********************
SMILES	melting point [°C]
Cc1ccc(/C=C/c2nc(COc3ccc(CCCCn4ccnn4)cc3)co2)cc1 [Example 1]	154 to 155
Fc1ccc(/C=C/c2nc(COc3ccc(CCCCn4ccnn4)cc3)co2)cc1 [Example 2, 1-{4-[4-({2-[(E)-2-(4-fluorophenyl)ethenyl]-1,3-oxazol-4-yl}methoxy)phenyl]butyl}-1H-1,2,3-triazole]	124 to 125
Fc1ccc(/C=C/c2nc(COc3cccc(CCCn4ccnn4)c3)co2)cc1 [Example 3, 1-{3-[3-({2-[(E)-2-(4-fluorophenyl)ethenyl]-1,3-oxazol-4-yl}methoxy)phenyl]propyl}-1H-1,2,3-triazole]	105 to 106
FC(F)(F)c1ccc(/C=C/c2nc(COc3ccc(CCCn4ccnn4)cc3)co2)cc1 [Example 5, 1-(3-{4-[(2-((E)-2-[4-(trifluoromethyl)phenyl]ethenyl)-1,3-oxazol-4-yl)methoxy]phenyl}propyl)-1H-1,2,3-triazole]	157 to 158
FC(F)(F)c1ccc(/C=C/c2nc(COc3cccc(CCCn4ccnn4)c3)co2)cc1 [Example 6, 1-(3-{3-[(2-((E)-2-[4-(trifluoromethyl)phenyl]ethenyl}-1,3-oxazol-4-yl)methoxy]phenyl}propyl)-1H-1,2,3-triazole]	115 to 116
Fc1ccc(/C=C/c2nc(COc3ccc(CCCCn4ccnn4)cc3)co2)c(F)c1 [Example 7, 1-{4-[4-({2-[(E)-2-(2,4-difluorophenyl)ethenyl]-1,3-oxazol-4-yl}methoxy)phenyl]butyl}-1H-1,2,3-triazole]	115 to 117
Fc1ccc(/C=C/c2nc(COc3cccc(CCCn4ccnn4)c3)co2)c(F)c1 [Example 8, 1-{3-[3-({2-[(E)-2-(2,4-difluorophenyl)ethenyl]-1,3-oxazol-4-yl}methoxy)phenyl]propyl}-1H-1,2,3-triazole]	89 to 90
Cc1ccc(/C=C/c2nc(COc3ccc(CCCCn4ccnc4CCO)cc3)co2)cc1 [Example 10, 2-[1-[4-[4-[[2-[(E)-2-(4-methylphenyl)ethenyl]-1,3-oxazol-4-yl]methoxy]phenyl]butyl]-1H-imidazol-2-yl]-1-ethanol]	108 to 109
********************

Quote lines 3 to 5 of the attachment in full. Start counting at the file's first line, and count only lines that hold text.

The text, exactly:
Fc1ccc(/C=C/c2nc(COc3ccc(CCCCn4ccnn4)cc3)co2)cc1 [Example 2, 1-{4-[4-({2-[(E)-2-(4-fluorophenyl)ethenyl]-1,3-oxazol-4-yl}methoxy)phenyl]butyl}-1H-1,2,3-triazole]	124 to 125
Fc1ccc(/C=C/c2nc(COc3cccc(CCCn4ccnn4)c3)co2)cc1 [Example 3, 1-{3-[3-({2-[(E)-2-(4-fluorophenyl)ethenyl]-1,3-oxazol-4-yl}methoxy)phenyl]propyl}-1H-1,2,3-triazole]	105 to 106
FC(F)(F)c1ccc(/C=C/c2nc(COc3ccc(CCCn4ccnn4)cc3)co2)cc1 [Example 5, 1-(3-{4-[(2-((E)-2-[4-(trifluoromethyl)phenyl]ethenyl)-1,3-oxazol-4-yl)methoxy]phenyl}propyl)-1H-1,2,3-triazole]	157 to 158